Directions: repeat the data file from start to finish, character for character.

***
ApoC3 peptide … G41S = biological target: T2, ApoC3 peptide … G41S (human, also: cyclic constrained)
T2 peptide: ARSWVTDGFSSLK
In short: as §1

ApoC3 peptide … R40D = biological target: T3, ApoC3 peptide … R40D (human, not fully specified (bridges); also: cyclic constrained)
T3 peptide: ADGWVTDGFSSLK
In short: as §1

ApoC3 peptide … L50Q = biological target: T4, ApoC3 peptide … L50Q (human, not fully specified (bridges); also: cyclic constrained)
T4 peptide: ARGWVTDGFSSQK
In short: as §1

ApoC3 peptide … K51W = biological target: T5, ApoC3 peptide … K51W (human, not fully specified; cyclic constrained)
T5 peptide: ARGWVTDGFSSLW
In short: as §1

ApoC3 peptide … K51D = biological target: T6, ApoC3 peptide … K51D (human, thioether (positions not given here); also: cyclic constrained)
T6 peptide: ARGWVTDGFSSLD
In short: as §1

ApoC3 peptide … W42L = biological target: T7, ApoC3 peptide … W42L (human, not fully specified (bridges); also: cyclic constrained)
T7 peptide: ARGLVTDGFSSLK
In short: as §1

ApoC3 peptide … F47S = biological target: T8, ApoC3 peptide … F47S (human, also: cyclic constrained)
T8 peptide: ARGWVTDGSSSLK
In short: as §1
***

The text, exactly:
ApoC3 peptide … G41S = biological target: T2, ApoC3 peptide … G41S (human, also: cyclic constrained)
T2 peptide: ARSWVTDGFSSLK
In short: as §1

ApoC3 peptide … R40D = biological target: T3, ApoC3 peptide … R40D (human, not fully specified (bridges); also: cyclic constrained)
T3 peptide: ADGWVTDGFSSLK
In short: as §1

ApoC3 peptide … L50Q = biological target: T4, ApoC3 peptide … L50Q (human, not fully specified (bridges); also: cyclic constrained)
T4 peptide: ARGWVTDGFSSQK
In short: as §1

ApoC3 peptide … K51W = biological target: T5, ApoC3 peptide … K51W (human, not fully specified; cyclic constrained)
T5 peptide: ARGWVTDGFSSLW
In short: as §1

ApoC3 peptide … K51D = biological target: T6, ApoC3 peptide … K51D (human, thioether (positions not given here); also: cyclic constrained)
T6 peptide: ARGWVTDGFSSLD
In short: as §1

ApoC3 peptide … W42L = biological target: T7, ApoC3 peptide … W42L (human, not fully specified (bridges); also: cyclic constrained)
T7 peptide: ARGLVTDGFSSLK
In short: as §1

ApoC3 peptide … F47S = biological target: T8, ApoC3 peptide … F47S (human, also: cyclic constrained)
T8 peptide: ARGWVTDGSSSLK
In short: as §1